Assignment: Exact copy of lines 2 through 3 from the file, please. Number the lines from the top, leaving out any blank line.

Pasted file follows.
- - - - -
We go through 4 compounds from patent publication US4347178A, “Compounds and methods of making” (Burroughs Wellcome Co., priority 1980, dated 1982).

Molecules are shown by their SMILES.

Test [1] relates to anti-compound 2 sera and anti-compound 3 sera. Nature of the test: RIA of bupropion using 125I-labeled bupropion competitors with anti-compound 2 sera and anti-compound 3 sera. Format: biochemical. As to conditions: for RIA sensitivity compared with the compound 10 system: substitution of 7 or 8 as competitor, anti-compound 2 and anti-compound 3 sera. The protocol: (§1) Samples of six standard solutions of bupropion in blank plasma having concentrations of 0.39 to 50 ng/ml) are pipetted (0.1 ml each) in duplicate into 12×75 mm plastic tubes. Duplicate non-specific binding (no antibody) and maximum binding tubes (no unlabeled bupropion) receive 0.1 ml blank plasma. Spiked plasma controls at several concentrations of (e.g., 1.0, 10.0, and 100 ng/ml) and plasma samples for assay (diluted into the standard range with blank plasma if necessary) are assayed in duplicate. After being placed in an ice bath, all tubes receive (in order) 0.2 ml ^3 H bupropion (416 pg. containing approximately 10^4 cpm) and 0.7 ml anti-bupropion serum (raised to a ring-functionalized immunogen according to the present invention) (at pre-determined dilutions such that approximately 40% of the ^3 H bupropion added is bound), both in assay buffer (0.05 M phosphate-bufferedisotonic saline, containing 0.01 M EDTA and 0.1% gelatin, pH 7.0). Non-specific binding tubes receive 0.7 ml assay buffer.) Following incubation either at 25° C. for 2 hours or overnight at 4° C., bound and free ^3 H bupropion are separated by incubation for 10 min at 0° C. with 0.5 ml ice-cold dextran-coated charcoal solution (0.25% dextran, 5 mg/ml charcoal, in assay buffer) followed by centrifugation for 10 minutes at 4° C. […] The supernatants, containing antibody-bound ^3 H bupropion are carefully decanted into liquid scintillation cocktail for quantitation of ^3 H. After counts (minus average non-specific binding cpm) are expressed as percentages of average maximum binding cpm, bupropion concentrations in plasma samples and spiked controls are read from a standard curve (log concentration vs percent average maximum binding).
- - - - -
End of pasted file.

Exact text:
Molecules are shown by their SMILES.

Test [1] relates to anti-compound 2 sera and anti-compound 3 sera. Nature of the test: RIA of bupropion using 125I-labeled bupropion competitors with anti-compound 2 sera and anti-compound 3 sera. Format: biochemical. As to conditions: for RIA sensitivity compared with the compound 10 system: substitution of 7 or 8 as competitor, anti-compound 2 and anti-compound 3 sera. The protocol: (§1) Samples of six standard solutions of bupropion in blank plasma having concentrations of 0.39 to 50 ng/ml) are pipetted (0.1 ml each) in duplicate into 12×75 mm plastic tubes. Duplicate non-specific binding (no antibody) and maximum binding tubes (no unlabeled bupropion) receive 0.1 ml blank plasma. Spiked plasma controls at several concentrations of (e.g., 1.0, 10.0, and 100 ng/ml) and plasma samples for assay (diluted into the standard range with blank plasma if necessary) are assayed in duplicate. After being placed in an ice bath, all tubes receive (in order) 0.2 ml ^3 H bupropion (416 pg. containing approximately 10^4 cpm) and 0.7 ml anti-bupropion serum (raised to a ring-functionalized immunogen according to the present invention) (at pre-determined dilutions such that approximately 40% of the ^3 H bupropion added is bound), both in assay buffer (0.05 M phosphate-bufferedisotonic saline, containing 0.01 M EDTA and 0.1% gelatin, pH 7.0). Non-specific binding tubes receive 0.7 ml assay buffer.) Following incubation either at 25° C. for 2 hours or overnight at 4° C., bound and free ^3 H bupropion are separated by incubation for 10 min at 0° C. with 0.5 ml ice-cold dextran-coated charcoal solution (0.25% dextran, 5 mg/ml charcoal, in assay buffer) followed by centrifugation for 10 minutes at 4° C. […] The supernatants, containing antibody-bound ^3 H bupropion are carefully decanted into liquid scintillation cocktail for quantitation of ^3 H. After counts (minus average non-specific binding cpm) are expressed as percentages of average maximum binding cpm, bupropion concentrations in plasma samples and spiked controls are read from a standard curve (log concentration vs percent average maximum binding).